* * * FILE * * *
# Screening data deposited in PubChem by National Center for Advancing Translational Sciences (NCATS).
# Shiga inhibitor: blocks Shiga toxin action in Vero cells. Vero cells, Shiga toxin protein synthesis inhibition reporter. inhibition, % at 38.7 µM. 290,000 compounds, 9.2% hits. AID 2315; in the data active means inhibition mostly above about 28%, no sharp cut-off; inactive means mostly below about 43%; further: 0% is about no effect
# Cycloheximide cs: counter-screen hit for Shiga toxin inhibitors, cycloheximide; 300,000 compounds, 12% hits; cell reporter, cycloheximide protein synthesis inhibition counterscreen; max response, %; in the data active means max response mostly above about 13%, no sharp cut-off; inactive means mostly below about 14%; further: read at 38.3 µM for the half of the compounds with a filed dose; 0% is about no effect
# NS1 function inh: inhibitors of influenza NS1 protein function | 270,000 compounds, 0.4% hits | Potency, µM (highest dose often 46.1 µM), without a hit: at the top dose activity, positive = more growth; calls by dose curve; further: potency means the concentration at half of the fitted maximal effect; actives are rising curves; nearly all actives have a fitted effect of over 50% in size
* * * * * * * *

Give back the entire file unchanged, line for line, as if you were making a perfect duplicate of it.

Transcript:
# Screening data deposited in PubChem by National Center for Advancing Translational Sciences (NCATS).
# Shiga inhibitor: blocks Shiga toxin action in Vero cells. Vero cells, Shiga toxin protein synthesis inhibition reporter. inhibition, % at 38.7 µM. 290,000 compounds, 9.2% hits. AID 2315; in the data active means inhibition mostly above about 28%, no sharp cut-off; inactive means mostly below about 43%; further: 0% is about no effect
# Cycloheximide cs: counter-screen hit for Shiga toxin inhibitors, cycloheximide; 300,000 compounds, 12% hits; cell reporter, cycloheximide protein synthesis inhibition counterscreen; max response, %; in the data active means max response mostly above about 13%, no sharp cut-off; inactive means mostly below about 14%; further: read at 38.3 µM for the half of the compounds with a filed dose; 0% is about no effect
# NS1 function inh: inhibitors of influenza NS1 protein function | 270,000 compounds, 0.4% hits | Potency, µM (highest dose often 46.1 µM), without a hit: at the top dose activity, positive = more growth; calls by dose curve; further: potency means the concentration at half of the fitted maximal effect; actives are rising curves; nearly all actives have a fitted effect of over 50% in size